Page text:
I love my experience as an international student in New Zealand
By Arina Aizal
Choosing to study overseas after high school was not an easy decision to make. I was 17. Was I ready? Can I survive on my own in a different country? All relevant questions in my head but the wonderful memory I had of being a primary school student in New Zealand was the one I focused on. Fast forward a few years, I am now a student at the University of Otago.
A primary school student in New Zealand
In 2009 when my dad decided to further his Postgraduate Degree in International Studies, my whole family moved to Dunedin. That was the beginning of our new life in New Zealand.
I enrolled in Year 6 at North East Valley Normal School and completed Year 7 at Dunedin North Intermediate. These two schools changed the way I felt about education. I had a different feeling when I got up for school in the morning - school excited me, it was never a bore. Primary schools in New Zealand centered their efforts in developing a child’s skills and promoting inquisitive and project-based learning for students. Teachers and staff members try their best to make school fun for children.
I remember Mrs. Kewene-Edwards - a lovely teacher who saw my talent for story-writing. She supported me to share my personal writings, comics and journals for her and the class to read. She was a mentor throughout my time at North East Valley Normal School. Kiwi teachers really engage with their students and encourage them to reach their true potential. They believe we are all different individuals with different ‘gifts’ to share with the world.
Bad Hair Day at North East Valley Normal School in 2009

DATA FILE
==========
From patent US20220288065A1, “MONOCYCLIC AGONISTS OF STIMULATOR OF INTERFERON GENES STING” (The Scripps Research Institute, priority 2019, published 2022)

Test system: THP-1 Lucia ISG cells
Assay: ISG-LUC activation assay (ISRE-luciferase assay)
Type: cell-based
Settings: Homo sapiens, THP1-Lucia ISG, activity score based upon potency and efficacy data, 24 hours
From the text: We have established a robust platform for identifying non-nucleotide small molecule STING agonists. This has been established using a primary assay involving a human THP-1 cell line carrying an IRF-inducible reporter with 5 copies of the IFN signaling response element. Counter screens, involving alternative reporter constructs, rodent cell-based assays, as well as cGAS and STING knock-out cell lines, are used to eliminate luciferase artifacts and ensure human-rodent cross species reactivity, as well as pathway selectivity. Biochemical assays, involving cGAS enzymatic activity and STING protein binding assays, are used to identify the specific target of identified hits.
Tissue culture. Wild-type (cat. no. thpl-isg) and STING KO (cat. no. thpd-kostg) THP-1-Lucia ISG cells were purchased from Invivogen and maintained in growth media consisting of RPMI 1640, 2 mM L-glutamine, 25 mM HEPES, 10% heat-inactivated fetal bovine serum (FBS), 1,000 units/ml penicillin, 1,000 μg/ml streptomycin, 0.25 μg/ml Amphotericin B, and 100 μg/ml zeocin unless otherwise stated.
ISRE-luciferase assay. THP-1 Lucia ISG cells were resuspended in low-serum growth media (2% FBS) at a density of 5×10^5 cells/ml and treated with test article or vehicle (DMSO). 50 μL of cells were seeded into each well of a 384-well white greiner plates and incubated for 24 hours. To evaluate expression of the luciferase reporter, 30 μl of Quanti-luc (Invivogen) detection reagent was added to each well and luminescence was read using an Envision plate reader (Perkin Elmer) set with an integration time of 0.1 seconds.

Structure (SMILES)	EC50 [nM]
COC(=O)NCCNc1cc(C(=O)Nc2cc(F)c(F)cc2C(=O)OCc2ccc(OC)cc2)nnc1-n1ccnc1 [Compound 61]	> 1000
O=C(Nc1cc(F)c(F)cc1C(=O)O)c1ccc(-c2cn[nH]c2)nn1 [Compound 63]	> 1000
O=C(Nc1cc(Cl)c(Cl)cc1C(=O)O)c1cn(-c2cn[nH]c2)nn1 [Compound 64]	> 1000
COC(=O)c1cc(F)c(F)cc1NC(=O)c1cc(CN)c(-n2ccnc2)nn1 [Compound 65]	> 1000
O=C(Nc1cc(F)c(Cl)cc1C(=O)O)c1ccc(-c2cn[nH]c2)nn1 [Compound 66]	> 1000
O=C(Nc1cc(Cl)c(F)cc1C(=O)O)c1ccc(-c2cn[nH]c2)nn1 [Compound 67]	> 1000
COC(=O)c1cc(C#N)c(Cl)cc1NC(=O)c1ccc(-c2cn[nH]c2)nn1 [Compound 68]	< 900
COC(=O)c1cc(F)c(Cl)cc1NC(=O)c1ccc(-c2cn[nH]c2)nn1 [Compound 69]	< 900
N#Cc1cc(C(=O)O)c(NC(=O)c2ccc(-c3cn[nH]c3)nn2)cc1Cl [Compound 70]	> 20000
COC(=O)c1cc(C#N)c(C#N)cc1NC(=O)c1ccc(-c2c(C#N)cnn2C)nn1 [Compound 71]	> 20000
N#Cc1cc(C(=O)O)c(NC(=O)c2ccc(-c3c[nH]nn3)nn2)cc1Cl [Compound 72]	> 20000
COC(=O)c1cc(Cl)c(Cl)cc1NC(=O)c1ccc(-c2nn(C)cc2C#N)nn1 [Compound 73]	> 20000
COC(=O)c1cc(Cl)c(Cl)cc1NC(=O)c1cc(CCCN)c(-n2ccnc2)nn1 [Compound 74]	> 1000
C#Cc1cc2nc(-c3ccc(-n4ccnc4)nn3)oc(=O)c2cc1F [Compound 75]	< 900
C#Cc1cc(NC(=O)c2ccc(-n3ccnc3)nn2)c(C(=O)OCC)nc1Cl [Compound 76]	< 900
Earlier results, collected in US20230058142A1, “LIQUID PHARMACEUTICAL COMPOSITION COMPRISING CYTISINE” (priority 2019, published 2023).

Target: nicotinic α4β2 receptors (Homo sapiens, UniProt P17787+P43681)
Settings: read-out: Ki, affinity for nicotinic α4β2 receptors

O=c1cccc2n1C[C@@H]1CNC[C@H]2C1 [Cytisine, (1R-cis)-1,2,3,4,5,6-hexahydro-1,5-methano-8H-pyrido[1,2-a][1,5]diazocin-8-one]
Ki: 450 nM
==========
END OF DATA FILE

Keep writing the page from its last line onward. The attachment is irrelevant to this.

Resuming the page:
Settling down as a university student
After my Malaysian Education Certificate (Sijil Pelajaran Malaysia), I started my Foundation Year studies in Otago. Having to find a flat, make new friends, work part-time, learn survival skills like cooking and balance my studies on my own was not easy. I got the hang of it after months when I found a whole group of new friends.
I remember feeling homesick but my drive to succeed kept me going. I told myself that I wanted to be independent, brave and the best version of myself while I’m here. I used social media to express my ability to use different studying methods and became a part of the Studyblr community. It was then where I started my own study blog, shared my notes and found support from other International students from around the world.
Finding my passion for studies
When I was 6, I wanted to be a fashion designer. When I was 12, I wanted to be a journalist. When I was 16, I wanted to be a dentist. Today, I’m passionate about Sexual Violence Prevention and I study Psychology and Gender Studies at the University of Otago. I wouldn’t have found my path if it wasn’t for the support I got from the university.
I can choose my subjects and structure my programme of studies. Although I study Psychology, I can minor in Gender Studies and take an extra paper in sociology and sexual health. In the end, they all contribute to my degree in Bachelor of Arts. This flexibility allows students to explore different options of study, give us ideas on how we want to contribute to ourselves and society.
University support for International students
At my university, I received a lot of support and guidance about life as an international student in New Zealand. From visa issues to finding accommodation, we got all the help we needed.
Group of friends in Dunedin
International student advocate
I’ve found a sense of purpose – I share my experiences on social media to inspire students who plan to study overseas, especially in New Zealand. I looked for inspiration from others before making the first step to studying in New Zealand and want to return the favour. I also want to share with the world how my education in New Zealand has made me who I am today. I wouldn’t change a single thing.
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